The OPEC+ group was falling behind its overall crude oil production target by a massive 2.695 million barrels per day (bpd) in May due to Western sanctions on Russia and capacity constraints at several other producers unable to pump to quotas, a document from OPEC+ seen by Reuters showed on Thursday.
Last month saw a larger gap in the overall production at OPEC+ members compared to the group’s target, according to estimates from secondary sources cited by the OPEC+ document. Compliance with the cuts jumped to 256% n May, up from 220% in April, indicating that the underproduction problem at OPEC+ deepened as the targets were lifted by 432,000 bpd last month.
Russia, the largest non-OPEC producer in the OPEC+ pact, saw its production increase slightly in May compared to April, but it was still well below the Russian target per the deal. Hit by self-sanctioning, sanctions, and now an EU embargo, Russian crude oil production fell in March and April, after the Russian invasion of Ukraine.
Russian crude oil output slightly recovered in May, according to the OPEC+ document seen by Reuters. Russia pumped 9.273 million bpd of crude last month, up from 9.159 million bpd in April. However, Russian production was still way off its target, by as many as 1.276 million bpd below its quota for May. This was the largest underperformance compared to targets among all OPEC+ producers.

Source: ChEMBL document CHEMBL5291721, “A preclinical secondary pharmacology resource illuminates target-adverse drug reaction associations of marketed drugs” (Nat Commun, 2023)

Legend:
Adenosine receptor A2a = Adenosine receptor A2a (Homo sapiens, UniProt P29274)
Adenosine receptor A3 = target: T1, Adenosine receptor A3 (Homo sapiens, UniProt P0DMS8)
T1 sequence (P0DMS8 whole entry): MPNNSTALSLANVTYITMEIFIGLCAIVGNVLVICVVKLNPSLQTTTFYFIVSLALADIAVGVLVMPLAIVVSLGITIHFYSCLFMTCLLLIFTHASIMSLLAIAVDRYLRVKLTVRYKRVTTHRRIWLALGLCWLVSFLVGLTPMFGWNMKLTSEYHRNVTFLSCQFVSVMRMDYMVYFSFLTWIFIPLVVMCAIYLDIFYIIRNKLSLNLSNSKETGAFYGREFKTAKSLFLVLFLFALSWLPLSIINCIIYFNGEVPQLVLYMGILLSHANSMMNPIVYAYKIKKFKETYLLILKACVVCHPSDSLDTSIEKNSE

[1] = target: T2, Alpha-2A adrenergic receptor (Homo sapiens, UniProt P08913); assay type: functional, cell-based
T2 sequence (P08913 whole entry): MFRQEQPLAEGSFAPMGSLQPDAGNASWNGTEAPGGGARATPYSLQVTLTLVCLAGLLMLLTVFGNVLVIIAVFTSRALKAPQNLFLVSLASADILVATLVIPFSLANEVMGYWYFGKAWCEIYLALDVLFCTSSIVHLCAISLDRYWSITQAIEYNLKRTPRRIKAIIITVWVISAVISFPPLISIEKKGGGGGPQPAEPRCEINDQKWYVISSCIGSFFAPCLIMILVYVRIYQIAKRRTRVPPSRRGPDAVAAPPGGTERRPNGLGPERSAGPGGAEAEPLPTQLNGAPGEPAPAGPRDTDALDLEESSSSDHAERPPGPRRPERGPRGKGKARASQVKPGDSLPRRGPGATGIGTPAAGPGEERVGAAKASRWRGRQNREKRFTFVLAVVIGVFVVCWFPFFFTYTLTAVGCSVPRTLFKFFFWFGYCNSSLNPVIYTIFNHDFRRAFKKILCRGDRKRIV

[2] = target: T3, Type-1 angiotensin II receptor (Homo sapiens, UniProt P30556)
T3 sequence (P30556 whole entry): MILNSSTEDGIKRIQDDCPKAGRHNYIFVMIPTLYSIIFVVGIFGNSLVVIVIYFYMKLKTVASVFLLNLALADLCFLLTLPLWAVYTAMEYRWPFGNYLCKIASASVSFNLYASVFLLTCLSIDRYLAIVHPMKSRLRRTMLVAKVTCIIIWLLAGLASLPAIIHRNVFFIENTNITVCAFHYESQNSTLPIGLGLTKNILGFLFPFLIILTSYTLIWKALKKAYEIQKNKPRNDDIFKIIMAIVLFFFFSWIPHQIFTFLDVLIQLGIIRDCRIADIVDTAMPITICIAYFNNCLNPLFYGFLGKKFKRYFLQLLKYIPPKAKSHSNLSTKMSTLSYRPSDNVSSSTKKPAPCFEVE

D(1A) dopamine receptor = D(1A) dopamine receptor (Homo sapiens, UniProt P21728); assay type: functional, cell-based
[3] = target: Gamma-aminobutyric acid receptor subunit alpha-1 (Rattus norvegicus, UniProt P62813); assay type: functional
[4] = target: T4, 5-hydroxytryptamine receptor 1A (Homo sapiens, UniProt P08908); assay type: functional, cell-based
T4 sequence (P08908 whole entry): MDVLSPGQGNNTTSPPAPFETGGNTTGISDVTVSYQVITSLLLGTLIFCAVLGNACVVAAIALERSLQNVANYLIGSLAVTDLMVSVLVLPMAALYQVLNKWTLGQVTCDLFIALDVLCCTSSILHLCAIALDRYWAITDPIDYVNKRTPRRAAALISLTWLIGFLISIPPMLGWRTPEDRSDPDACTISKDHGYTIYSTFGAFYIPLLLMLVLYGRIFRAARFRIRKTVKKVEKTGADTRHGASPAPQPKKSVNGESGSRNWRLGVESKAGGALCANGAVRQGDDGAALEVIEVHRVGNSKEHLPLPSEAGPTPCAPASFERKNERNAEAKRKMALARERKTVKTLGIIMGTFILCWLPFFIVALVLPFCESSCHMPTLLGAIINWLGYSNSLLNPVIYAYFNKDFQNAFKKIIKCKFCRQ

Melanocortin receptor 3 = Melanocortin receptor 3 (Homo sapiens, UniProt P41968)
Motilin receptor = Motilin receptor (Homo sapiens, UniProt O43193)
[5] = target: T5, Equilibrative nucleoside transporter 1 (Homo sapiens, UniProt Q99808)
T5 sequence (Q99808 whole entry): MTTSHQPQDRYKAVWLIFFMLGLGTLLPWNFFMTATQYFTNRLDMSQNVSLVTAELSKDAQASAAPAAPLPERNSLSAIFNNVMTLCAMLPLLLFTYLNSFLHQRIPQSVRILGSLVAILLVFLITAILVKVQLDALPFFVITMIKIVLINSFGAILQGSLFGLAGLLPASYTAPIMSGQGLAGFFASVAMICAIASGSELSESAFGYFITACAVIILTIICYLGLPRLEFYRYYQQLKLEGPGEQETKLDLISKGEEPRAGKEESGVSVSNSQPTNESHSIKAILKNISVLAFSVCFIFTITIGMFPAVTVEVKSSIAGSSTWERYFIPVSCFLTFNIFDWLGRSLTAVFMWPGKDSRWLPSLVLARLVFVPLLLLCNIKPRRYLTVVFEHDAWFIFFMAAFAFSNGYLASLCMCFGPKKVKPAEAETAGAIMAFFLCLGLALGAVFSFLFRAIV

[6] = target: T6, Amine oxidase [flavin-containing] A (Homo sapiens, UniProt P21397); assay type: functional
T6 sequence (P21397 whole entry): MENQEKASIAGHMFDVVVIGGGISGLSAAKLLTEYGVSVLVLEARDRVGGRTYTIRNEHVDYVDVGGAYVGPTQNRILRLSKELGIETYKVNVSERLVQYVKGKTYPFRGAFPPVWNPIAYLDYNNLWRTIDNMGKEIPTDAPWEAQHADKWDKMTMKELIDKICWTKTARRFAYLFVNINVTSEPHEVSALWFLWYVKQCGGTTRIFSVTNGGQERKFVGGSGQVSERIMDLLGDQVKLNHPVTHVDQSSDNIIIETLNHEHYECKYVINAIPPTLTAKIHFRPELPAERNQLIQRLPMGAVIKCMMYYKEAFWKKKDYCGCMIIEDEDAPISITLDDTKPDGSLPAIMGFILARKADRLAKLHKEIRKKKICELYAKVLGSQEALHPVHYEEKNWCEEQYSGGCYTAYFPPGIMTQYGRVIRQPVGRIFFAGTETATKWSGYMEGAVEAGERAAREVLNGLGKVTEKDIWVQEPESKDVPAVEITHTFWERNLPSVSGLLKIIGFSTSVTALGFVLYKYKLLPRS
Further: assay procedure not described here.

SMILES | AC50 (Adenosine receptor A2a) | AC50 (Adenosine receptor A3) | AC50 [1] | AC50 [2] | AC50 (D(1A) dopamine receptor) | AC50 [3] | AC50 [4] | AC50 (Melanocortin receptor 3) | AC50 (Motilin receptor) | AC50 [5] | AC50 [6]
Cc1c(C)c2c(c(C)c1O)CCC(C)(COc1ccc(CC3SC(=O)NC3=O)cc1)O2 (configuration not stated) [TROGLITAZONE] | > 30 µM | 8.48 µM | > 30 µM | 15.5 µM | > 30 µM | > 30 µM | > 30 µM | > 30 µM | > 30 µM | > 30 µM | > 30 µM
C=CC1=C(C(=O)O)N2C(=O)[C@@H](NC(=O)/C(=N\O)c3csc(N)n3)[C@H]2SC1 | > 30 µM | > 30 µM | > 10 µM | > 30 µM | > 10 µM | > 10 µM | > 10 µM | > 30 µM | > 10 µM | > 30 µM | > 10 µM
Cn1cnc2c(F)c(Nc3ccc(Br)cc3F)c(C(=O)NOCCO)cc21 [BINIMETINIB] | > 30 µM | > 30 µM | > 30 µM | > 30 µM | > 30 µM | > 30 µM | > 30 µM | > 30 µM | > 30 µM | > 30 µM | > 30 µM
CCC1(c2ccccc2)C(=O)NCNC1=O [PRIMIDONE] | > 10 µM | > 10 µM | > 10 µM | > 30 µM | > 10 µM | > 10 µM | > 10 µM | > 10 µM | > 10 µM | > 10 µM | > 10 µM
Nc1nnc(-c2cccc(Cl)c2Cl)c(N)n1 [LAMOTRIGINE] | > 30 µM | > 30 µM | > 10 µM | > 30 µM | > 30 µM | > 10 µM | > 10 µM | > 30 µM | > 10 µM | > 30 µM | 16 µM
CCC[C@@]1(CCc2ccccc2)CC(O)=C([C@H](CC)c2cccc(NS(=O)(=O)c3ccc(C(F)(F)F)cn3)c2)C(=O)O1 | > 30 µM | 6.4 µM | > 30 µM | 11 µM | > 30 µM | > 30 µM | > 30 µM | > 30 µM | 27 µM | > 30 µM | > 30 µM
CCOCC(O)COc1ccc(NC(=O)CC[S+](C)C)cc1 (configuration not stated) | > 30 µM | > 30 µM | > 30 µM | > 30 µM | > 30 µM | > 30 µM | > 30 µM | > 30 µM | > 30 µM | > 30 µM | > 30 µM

Going forward, production from OPEC+ is unlikely to improve too much, especially after the alliance earlier this month decided to accelerate the easing of the cuts and said its July target would be 648,000 bpd higher than in June.
While Saudi Arabia, the United Arab Emirates, and Iraq are likely to meet their respective quotas, Russia and the African OPEC members led by Nigeria and Angola are very unlikely to do so. Sanctions on Russia are affecting its supply, despite high export volumes to India and China, while other producers face a lack of capacity and/or investment, preventing them from reaching their targets.
By Charles Kennedy for Oilprice.com
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Charles is a writer for Oilprice.com